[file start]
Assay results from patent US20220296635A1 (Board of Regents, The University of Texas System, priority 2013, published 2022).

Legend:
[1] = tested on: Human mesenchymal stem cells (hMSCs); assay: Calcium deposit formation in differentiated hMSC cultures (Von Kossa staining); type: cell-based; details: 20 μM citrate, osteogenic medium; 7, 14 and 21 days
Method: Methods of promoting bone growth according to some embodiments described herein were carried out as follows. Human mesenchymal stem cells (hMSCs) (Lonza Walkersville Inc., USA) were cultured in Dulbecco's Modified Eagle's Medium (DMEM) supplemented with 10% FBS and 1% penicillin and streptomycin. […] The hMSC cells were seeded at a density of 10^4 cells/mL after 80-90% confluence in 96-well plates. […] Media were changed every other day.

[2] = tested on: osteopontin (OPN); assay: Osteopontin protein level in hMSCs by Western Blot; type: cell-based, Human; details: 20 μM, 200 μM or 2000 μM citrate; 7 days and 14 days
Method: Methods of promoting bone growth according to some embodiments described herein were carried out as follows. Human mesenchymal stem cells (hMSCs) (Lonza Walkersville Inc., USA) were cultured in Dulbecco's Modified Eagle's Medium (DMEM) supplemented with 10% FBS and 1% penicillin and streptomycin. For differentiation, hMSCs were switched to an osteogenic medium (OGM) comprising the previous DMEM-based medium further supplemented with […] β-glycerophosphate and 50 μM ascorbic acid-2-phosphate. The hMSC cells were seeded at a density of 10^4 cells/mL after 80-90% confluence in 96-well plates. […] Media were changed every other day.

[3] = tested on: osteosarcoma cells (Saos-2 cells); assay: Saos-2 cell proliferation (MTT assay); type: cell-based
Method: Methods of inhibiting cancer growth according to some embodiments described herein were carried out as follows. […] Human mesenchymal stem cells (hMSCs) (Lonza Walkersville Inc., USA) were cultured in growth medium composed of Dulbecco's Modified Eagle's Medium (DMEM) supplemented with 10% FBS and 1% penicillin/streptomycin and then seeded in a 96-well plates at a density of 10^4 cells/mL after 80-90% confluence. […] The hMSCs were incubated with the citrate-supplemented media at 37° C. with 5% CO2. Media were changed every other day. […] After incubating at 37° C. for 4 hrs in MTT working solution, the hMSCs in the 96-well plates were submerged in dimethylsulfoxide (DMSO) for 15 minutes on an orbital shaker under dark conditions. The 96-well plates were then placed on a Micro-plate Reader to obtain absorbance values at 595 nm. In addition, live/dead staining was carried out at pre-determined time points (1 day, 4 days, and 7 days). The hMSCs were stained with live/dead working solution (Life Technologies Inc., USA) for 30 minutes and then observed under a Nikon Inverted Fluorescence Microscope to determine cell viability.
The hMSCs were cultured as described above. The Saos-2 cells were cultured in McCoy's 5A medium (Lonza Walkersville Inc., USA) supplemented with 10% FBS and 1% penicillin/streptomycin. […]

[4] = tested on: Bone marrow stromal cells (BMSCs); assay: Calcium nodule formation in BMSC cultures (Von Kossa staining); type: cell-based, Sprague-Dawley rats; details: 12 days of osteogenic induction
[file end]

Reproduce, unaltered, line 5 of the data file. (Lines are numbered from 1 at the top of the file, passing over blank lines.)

[2] = tested on: osteopontin (OPN); assay: Osteopontin protein level in hMSCs by Western Blot; type: cell-based, Human; details: 20 μM, 200 μM or 2000 μM citrate; 7 days and 14 days